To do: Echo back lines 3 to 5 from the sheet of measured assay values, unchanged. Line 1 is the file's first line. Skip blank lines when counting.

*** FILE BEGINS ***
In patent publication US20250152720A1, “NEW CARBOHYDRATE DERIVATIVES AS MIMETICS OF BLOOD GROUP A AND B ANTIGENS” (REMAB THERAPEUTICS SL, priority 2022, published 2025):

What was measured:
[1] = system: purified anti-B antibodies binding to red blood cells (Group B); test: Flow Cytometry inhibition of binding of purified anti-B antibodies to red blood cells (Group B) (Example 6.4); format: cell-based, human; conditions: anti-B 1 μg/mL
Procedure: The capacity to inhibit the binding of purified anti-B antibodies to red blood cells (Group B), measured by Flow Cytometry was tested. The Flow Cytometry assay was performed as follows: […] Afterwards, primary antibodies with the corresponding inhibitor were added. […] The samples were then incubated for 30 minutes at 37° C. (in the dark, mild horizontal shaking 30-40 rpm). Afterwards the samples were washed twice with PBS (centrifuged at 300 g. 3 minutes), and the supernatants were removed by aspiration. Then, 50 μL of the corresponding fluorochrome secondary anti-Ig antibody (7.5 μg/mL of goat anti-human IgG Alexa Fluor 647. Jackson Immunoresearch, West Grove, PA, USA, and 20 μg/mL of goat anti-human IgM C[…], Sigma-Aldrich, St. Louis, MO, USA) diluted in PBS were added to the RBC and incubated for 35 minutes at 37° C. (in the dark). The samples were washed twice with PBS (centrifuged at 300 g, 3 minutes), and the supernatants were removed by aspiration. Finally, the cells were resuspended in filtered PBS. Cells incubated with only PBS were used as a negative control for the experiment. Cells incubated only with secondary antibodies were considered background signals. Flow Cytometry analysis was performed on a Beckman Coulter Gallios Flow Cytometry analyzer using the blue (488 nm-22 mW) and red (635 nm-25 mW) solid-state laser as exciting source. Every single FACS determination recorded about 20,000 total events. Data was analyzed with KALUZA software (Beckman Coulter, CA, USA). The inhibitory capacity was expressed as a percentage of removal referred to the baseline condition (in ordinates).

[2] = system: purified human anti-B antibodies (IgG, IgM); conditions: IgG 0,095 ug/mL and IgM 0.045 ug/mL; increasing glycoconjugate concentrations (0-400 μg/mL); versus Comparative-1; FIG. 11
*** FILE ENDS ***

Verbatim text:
[1] = system: purified anti-B antibodies binding to red blood cells (Group B); test: Flow Cytometry inhibition of binding of purified anti-B antibodies to red blood cells (Group B) (Example 6.4); format: cell-based, human; conditions: anti-B 1 μg/mL
Procedure: The capacity to inhibit the binding of purified anti-B antibodies to red blood cells (Group B), measured by Flow Cytometry was tested. The Flow Cytometry assay was performed as follows: […] Afterwards, primary antibodies with the corresponding inhibitor were added. […] The samples were then incubated for 30 minutes at 37° C. (in the dark, mild horizontal shaking 30-40 rpm). Afterwards the samples were washed twice with PBS (centrifuged at 300 g. 3 minutes), and the supernatants were removed by aspiration. Then, 50 μL of the corresponding fluorochrome secondary anti-Ig antibody (7.5 μg/mL of goat anti-human IgG Alexa Fluor 647. Jackson Immunoresearch, West Grove, PA, USA, and 20 μg/mL of goat anti-human IgM C[…], Sigma-Aldrich, St. Louis, MO, USA) diluted in PBS were added to the RBC and incubated for 35 minutes at 37° C. (in the dark). The samples were washed twice with PBS (centrifuged at 300 g, 3 minutes), and the supernatants were removed by aspiration. Finally, the cells were resuspended in filtered PBS. Cells incubated with only PBS were used as a negative control for the experiment. Cells incubated only with secondary antibodies were considered background signals. Flow Cytometry analysis was performed on a Beckman Coulter Gallios Flow Cytometry analyzer using the blue (488 nm-22 mW) and red (635 nm-25 mW) solid-state laser as exciting source. Every single FACS determination recorded about 20,000 total events. Data was analyzed with KALUZA software (Beckman Coulter, CA, USA). The inhibitory capacity was expressed as a percentage of removal referred to the baseline condition (in ordinates).

[2] = system: purified human anti-B antibodies (IgG, IgM); conditions: IgG 0,095 ug/mL and IgM 0.045 ug/mL; increasing glycoconjugate concentrations (0-400 μg/mL); versus Comparative-1; FIG. 11